Publications by authors named "Charles Champeaux-Depond"

5 Publications

  • Page 1 of 1

Tamoxifen. A treatment for meningioma?

Cancer Treat Res Commun 2021 Feb 24;27:100343. Epub 2021 Feb 24.

Agence régionale de santé, 2bis, Avenue Georges Brassens, CS 61002 - 97743 Saint Denis CEDEX 9, France.

Background: No large-scale study evaluating the usefulness of tamoxifen after meningioma surgery has been undertaken.

Methods: We processed the French Système National des Données de Santé (SNDS) database using an algorithm combining the type of surgical procedure and the International Classification of Diseases to retrieve cases of meningiomas operated between 2007 and 2017. Survival analyses were performed using a matched cohort study.

Results: 251 patients treated by tamoxifen were extracted from a nationwide population-based cohort of 28 924 patients operated on for a meningioma over a 10-year period. 94% were female and median age at meningioma first surgery was 57 years IQR[47-67]. Tamoxifen treatment median duration was 1.4 years IQR[0.4-3.2]. Tamoxifen treatment median cumulative given dose was 11.4 gs, IQR[3.6-24.9]. There was a strong positive correlation between treatment duration and cumulative dose (τ=0.81, p<0.001). 6% of the patient had to be reoperated for a meningioma recurrence and 26.3% had radiotherapy. OS rates at 5 and 10 years were: 92.3%, CI[90.3-94.3] and 81.3%, CI[75.2-88] respectively. These 251 patients were matched by gender, age at surgery and grade with the same number of subjects within the nationwide cohort. Nor overall (HR=1.46, CI[0.86- 2.49], p=0.163) or progression-free survival (HR=1.2, CI[0.89- 1.62], p=0.239) were significantly improved by the tamoxifen treatment.

Conclusion: Using this unique database, in the setting of breast cancer, we could not conclude on a favourable effect of tamoxifen to prevent recurrence after meningioma surgery or to increase meningioma-related survival even in case of prolonged treatment duration or high cumulative given dose.
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http://dx.doi.org/10.1016/j.ctarc.2021.100343DOI Listing
February 2021

Cyproterone acetate and meningioma: a nationwide-wide population based study.

J Neurooncol 2021 Jan 4;151(2):331-338. Epub 2021 Jan 4.

CHU Toulouse, Pole de Gynécologie Obstétrique, Hôpital Paule de Viguier, 31059, Toulouse, France.

Background: The study the characteristics of surgical meningiomas in female patients who took CPA and to compare this population to a non-CPA control group.

Materials And Methods: We processed the French Système National des Données de Santé (SNDS) database to retrieve appropriate cases operated between 2007 and 2017.

Results: 1 101 female patients (3.8%) who used to take CPA and underwent a meningioma surgery were extracted from a nationwide population based cohort of 28 924 patients. Median age at CPA prescription was 42 years IQR[36.7-48.9]. The median time between CPA start and surgery was 5.5 years IQR[3.1-7.9]. The median age at surgery was significantly lower in patients who were treated by CPA (47 years, IQR[42-54) compared to the non-CPA population (61 years, IQR[51-70], p < 0.001). Median CPA dose was 40 g, IQR[19-72]. There was a strong correlation between CPA dose and duration (r = 0.58, CI[0.54-0.62], p < 0.001). Middle skull base was the most common (39%) location with a anterior skull base insertion being also far more common compared to the usual population with 21.9% of the tumour. This skull base predominance of CPA-associated meningioma is highly significant (p < 0.001). Increased CPA dose raised the risk of having multiple meningioma surgeries (p < 0.001) and multiple meningioma locations (p < 0.001). Tumour grading was not modified by CPA treatment (p = 0.603). Benign or grade I meningioma accounting for 92%, atypical or grade II for 6.1% and malignant or grade III for 1.9%.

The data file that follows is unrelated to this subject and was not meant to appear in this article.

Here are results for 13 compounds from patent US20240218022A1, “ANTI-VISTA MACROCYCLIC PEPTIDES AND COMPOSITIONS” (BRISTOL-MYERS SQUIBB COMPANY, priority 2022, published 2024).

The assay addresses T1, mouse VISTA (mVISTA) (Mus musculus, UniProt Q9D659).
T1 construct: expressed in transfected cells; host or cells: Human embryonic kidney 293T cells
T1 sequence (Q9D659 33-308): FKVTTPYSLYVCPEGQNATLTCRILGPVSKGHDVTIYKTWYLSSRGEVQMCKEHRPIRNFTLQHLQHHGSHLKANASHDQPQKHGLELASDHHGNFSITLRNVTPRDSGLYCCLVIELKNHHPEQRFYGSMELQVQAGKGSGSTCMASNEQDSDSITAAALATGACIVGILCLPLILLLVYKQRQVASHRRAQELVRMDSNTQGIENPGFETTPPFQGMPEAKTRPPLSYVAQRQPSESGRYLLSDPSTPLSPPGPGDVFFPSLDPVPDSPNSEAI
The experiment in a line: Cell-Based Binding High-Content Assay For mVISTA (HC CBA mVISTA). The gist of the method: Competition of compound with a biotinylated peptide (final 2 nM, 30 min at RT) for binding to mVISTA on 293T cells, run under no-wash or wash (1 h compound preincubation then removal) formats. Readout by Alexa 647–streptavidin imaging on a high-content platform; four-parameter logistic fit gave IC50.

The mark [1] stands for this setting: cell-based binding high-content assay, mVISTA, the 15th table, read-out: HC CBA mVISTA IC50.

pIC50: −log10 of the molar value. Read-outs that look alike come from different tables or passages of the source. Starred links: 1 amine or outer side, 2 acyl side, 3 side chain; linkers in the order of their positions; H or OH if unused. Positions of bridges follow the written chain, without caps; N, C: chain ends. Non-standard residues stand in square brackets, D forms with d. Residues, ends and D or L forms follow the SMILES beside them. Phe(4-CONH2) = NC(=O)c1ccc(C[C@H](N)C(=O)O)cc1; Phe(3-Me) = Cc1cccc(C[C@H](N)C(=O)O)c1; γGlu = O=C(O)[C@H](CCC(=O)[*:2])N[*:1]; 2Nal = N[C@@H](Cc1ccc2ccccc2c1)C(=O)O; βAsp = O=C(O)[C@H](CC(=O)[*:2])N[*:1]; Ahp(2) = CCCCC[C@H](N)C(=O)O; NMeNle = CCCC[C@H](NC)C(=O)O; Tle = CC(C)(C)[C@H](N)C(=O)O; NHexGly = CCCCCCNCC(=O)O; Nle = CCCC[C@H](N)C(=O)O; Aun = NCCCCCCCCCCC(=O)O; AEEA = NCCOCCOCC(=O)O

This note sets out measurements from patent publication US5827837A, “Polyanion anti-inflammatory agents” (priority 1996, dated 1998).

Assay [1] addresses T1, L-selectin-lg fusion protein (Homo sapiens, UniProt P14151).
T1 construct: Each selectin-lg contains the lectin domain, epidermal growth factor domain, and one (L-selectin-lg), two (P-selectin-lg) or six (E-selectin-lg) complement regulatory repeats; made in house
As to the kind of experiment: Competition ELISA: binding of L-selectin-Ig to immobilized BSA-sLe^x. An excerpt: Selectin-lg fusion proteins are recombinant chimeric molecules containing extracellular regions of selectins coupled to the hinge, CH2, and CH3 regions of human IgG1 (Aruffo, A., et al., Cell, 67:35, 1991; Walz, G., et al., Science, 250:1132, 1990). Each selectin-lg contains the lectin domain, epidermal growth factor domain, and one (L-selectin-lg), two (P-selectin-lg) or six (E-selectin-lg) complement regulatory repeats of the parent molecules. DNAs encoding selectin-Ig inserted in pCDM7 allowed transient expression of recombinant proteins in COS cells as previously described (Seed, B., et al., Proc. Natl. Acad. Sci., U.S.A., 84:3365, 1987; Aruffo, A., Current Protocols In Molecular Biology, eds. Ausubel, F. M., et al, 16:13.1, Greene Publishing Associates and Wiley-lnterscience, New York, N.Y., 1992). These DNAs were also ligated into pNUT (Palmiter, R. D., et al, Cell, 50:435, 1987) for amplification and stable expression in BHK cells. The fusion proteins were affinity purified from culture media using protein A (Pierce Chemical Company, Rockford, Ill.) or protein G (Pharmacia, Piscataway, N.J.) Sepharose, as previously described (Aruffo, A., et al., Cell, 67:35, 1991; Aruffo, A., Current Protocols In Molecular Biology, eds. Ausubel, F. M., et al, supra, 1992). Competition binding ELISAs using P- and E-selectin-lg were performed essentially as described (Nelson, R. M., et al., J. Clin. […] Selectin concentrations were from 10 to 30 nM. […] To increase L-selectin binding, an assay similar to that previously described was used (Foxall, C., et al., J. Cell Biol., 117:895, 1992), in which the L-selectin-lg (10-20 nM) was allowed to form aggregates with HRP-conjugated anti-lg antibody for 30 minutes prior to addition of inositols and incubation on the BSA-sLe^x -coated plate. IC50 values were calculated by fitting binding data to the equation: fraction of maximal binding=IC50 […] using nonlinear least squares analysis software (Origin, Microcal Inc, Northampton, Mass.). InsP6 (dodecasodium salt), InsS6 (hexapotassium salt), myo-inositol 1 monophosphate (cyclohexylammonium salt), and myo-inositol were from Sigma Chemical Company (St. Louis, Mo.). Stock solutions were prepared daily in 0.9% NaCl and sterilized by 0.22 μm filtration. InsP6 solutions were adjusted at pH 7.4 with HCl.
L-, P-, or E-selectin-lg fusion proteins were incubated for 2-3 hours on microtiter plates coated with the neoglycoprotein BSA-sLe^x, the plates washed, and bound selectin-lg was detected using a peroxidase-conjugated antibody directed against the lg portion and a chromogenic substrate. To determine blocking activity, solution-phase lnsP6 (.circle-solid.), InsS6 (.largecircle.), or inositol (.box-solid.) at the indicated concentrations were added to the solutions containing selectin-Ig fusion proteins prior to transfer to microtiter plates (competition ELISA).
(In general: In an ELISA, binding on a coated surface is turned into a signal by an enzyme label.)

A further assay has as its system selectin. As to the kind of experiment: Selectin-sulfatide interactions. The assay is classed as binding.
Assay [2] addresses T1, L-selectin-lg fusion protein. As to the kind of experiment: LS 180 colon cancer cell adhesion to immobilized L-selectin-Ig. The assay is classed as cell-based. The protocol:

Conclusion: In the past 10 years, a significant number of CPA-induced meningiomas have been removed, modifying the global pyramid of age at surgery for female patients. These tumours occur well before the usual age and are preferentially located on the anterior and middle skull base.
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http://dx.doi.org/10.1007/s11060-020-03672-9DOI Listing
January 2021

A nationwide population-based study on overall survival after meningioma surgery.

Cancer Epidemiol 2021 02 24;70:101875. Epub 2020 Dec 24.

INSERM U1153, Statistic and Epidemiologic Research Center Sorbonne Paris Cité (CRESS), ECSTRRA Team, Université de Paris, France.

Background: There are very few nationwide studies on meningioma outcome, the most common primary intracranial tumour.

Methods: We processed the French Système National des Données de Santé (SNDS) database using an algorithm combining the type of surgical procedure and the International Classification of Diseases to retrieve all cases of meningiomas operated between 2007 and 2017. A survival analysis was performed.

Results: This nationwide study found 28 773 patients of which 75 % were female. Median age at surgery was 59 years, IQR[49-68]. Cranial convexity (24.4 %) and middle skull base (21.7 %) were the most common locations. 91.3 % of the tumours were benign and 2.6 % malignant.7.5 % of the patients underwent redo surgery, 9.1 % radiotherapy (RT) and 3.2 % stereotactic radiosurgery for recurrence. Median follow-up was 5.3 years 95 % CI [5.24-5.35]. 0.64 % of the patients died within a month of surgery and 2.1 % within a year. Overall survival (OS) rates at 5 and 10 years respectively were: 92.6 %, 95 %CI[92.3, 93] and 85 %, 95 %CI[84.3, 85.8]. In the multivariable analysis, female gender (HR = 0.64, 95 %CI[0.59, 0.69], p < 0.001), older age at surgery (HR= 1.07, 95 %CI[1.06, 1.07], p < 0.001), type 2 neurofibromatosis (HR= 3.89, 95 %CI[2.62, 5.76], p < 0.001), parasagittal (HR= 1.2, 95 %CI[1.05, 1.37], p = 0.00944) or falx cerebri location (HR= 1.18, 95 %CI[1.01, 1.37], p = 0.0343), atypical or (HR= 1.34, 95 %CI[1.15, 1.56], p < 0.001) malignant histology (HR= 2.34, 95 %CI[2.01, 2.73], p < 0.001), redo surgery (HR=1.81, 95 %CI[1.6, 2.04], p < 0.001), progressing meningioma (HR=1.34, 95 %CI[1.05, 1.71], p = 0.0175) or RT for recurrence (HR=2.17, 95 %CI[1.95, 2.4], p < 0.001) were established as independent prognostic factors of the OS.